To mitigate this, it’s good practice to have several hours between your landing time and your departure time. As you would be travelling on multiple tickets, the airlines have no obligation to wait or re-book you if you miss your flight due to a delay. If you’re happy that you have enough time between flights, even with a delay, read on.
Check-in as usual at your ‘home’ airport, remembering your first ticket is to the ‘departure’ airport, not to your final destination. You would then arrive, and if you have any checked bags, you’d need to pick these up from the carousel. Afterwards, head to the check-in/bag drop desk and check your luggage onto the next flight.
Your trip will continue as if you had just arrived at your regular local airport. If you don’t have any bags, and you’ve checked-in online, you can instead follow the ‘Transfer’ signs in the terminal. Look out for the departure gate and terminal for your next flight. If you’re unsure, ask at an information counter for advice. On your return leg, you follow the same steps at the same airport.
Found a deal with a layover in your home city? Use Throwaway tickets!
Flight prices can be a strange thing to understand. Because airlines don’t charge per mile, you can sometimes find that a deal departs elsewhere and transfers through your local airport. For example, you may live near London and see a flight from Manchester to Vancouver via London Heathrow. The same journey from Heathrow to Vancouver may cost hundreds of pounds more even though it’s travelling the same transatlantic route with fewer domestic miles.
There is a method which allows you to benefit from the lower price but not flying the entire journey called throwaway ticketing. In our example, you would need still to get to Manchester to board your flight to Vancouver. But on your return journey, you don’t transfer at Heathrow. Instead, you would leave the airport and ‘throwaway’ your ticket from London to Manchester.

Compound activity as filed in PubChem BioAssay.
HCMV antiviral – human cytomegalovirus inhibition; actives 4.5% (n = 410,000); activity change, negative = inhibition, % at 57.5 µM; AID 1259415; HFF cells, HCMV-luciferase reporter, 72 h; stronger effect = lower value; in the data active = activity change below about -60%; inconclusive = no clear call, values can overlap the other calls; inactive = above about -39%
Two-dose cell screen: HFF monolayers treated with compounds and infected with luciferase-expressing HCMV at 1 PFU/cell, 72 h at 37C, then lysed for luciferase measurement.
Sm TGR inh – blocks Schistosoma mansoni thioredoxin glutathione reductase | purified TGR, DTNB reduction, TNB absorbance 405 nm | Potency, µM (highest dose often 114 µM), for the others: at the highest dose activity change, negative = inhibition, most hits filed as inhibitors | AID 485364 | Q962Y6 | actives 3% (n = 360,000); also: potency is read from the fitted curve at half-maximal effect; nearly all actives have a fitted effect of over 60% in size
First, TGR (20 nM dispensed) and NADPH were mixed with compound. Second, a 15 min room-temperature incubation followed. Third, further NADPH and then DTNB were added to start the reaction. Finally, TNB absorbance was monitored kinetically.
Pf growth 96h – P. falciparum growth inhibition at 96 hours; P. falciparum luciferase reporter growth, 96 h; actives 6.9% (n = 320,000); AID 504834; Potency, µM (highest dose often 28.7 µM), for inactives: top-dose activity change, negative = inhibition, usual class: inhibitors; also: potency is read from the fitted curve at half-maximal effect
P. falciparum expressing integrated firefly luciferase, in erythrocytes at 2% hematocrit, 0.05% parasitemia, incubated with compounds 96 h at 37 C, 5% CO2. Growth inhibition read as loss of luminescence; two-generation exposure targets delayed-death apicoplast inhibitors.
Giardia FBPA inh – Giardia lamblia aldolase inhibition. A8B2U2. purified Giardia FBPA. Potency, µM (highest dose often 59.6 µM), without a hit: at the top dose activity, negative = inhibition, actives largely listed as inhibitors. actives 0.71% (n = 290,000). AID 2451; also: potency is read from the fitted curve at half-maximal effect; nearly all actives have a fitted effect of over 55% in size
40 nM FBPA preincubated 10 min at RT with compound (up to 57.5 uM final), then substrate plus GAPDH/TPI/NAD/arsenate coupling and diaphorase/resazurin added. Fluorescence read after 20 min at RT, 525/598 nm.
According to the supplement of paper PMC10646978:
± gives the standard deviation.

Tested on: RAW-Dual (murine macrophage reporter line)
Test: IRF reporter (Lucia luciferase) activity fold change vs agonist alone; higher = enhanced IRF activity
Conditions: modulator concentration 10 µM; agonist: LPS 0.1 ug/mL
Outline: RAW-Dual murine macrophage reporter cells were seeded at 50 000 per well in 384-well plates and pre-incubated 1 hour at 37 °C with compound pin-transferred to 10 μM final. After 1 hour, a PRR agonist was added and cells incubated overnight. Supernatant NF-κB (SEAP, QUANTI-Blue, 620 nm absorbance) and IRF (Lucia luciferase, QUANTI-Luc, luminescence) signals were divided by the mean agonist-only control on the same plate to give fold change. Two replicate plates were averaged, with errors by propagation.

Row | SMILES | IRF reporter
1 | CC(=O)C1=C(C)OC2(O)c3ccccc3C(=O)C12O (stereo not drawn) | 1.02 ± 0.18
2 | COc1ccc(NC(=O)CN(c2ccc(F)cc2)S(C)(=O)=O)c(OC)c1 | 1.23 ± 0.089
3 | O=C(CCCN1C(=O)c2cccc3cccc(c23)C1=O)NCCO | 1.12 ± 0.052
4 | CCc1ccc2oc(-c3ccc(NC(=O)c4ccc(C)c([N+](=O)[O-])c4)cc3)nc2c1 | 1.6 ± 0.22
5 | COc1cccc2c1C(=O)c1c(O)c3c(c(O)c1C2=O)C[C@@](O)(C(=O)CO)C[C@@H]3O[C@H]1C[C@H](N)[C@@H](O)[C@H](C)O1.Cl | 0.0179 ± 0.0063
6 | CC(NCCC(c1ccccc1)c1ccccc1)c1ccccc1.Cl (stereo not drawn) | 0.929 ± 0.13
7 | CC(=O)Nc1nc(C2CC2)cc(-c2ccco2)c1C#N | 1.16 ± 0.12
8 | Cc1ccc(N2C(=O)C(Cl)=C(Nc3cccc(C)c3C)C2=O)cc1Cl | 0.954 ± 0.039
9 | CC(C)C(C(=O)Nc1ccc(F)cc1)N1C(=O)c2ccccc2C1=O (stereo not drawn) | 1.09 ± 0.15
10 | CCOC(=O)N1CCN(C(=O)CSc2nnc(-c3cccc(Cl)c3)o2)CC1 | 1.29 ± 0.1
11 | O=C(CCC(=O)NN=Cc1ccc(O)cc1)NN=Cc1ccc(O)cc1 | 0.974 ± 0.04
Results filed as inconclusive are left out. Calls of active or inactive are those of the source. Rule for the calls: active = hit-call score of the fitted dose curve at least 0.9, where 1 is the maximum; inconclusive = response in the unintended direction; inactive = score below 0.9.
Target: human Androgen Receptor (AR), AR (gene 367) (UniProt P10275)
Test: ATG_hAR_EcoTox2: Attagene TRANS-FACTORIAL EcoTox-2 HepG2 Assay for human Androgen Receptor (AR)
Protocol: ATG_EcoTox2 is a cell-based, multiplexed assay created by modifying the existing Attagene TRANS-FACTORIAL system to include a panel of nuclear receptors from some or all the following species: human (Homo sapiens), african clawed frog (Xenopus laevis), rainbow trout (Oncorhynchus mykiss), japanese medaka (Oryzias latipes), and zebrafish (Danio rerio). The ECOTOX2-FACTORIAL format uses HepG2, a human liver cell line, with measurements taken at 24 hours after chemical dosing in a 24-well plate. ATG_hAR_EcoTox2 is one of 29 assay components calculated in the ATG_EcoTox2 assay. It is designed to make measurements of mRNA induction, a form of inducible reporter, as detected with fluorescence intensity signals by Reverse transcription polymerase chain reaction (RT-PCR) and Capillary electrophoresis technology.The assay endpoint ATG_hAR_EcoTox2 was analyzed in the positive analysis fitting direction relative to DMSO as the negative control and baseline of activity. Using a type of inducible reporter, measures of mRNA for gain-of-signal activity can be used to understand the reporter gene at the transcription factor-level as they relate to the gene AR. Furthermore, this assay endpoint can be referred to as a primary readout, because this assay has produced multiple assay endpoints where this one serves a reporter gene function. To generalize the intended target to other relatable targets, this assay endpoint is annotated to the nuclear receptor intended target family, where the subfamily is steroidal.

If you miss any leg of a booking, airlines automatically cancel the rest of the trip. As the skipped segment is your last, this won’t affect you. This technique works best when travelling with hand luggage only. It is possible to ask at check-in to ‘short-check’ your bag. This lets you claim it at the layover city (London, in this example).
Airline rules vary for this request as they are aware of this trick. It is perfectly legal but not encouraged by airlines. They know frequent travellers can take advantage of a flight deal from elsewhere. However, people can have perfectly valid reasons to request this. Meeting friends at the airport with gifts, picking up an item that can’t go in hand luggage, or changing into a suit for a business meeting, for example.
Extra costs and considerations
If you’re reading this, then chances are you are already looking for the cheapest way to fly. When you take advantage of a flight deal from elsewhere, you can save you a lot of money, but there are additional expenses to consider. The obvious cost is getting to the other city. This could be a plane/train/bus ticket, or fuel and/or car hire charges.
Remember to check the price of luggage if you are planning to fly, especially when booking with a budget airline. If you’re staying over in the departure city, then you will need to pay for accommodation too. If your accommodation isn’t nearby to the airport, then you need to factor in the price to travel there also.
Despite these extra charges, you can still save a lot of money if you choose to fly from another city! So next time you see a deal to somewhere you’d like to go, or a price so low you can’t ignore it, but the departure city isn’t your closest airport, don’t rule out the trip!
Check the information in this post and see how feasible it would be to get to the departure airport. You could unexpectedly find yourself flying on the trip of a lifetime for a lot less than you’d think. Let us know at firstname.lastname@example.org or via our Facebook page if you make use of this – we’d love to hear your success stories!